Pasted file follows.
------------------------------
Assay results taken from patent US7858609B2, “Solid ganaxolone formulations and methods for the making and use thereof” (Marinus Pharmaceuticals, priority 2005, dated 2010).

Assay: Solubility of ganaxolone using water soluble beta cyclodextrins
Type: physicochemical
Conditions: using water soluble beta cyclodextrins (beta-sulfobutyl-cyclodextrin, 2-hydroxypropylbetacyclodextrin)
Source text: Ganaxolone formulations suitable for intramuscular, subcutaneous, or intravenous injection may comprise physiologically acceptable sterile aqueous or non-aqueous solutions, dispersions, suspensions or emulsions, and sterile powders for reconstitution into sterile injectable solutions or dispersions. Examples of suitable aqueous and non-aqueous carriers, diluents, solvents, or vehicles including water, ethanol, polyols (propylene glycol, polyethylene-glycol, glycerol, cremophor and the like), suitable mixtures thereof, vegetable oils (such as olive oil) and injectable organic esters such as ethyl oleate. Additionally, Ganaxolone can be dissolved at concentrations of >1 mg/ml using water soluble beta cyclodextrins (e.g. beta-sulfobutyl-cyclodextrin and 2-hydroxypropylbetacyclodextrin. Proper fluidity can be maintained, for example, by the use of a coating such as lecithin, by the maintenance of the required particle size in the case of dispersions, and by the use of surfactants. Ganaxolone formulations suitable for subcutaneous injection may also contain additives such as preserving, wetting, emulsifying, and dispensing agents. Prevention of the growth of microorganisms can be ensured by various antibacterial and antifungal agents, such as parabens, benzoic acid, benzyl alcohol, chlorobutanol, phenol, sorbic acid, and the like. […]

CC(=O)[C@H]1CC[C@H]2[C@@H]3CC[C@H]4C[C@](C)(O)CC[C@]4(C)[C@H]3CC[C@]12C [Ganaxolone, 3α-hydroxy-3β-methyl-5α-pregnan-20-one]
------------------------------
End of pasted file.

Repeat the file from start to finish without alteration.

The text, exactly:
Assay results taken from patent US7858609B2, “Solid ganaxolone formulations and methods for the making and use thereof” (Marinus Pharmaceuticals, priority 2005, dated 2010).

Assay: Solubility of ganaxolone using water soluble beta cyclodextrins
Type: physicochemical
Conditions: using water soluble beta cyclodextrins (beta-sulfobutyl-cyclodextrin, 2-hydroxypropylbetacyclodextrin)
Source text: Ganaxolone formulations suitable for intramuscular, subcutaneous, or intravenous injection may comprise physiologically acceptable sterile aqueous or non-aqueous solutions, dispersions, suspensions or emulsions, and sterile powders for reconstitution into sterile injectable solutions or dispersions. Examples of suitable aqueous and non-aqueous carriers, diluents, solvents, or vehicles including water, ethanol, polyols (propylene glycol, polyethylene-glycol, glycerol, cremophor and the like), suitable mixtures thereof, vegetable oils (such as olive oil) and injectable organic esters such as ethyl oleate. Additionally, Ganaxolone can be dissolved at concentrations of >1 mg/ml using water soluble beta cyclodextrins (e.g. beta-sulfobutyl-cyclodextrin and 2-hydroxypropylbetacyclodextrin. Proper fluidity can be maintained, for example, by the use of a coating such as lecithin, by the maintenance of the required particle size in the case of dispersions, and by the use of surfactants. Ganaxolone formulations suitable for subcutaneous injection may also contain additives such as preserving, wetting, emulsifying, and dispensing agents. Prevention of the growth of microorganisms can be ensured by various antibacterial and antifungal agents, such as parabens, benzoic acid, benzyl alcohol, chlorobutanol, phenol, sorbic acid, and the like. […]

CC(=O)[C@H]1CC[C@H]2[C@@H]3CC[C@H]4C[C@](C)(O)CC[C@]4(C)[C@H]3CC[C@]12C [Ganaxolone, 3α-hydroxy-3β-methyl-5α-pregnan-20-one]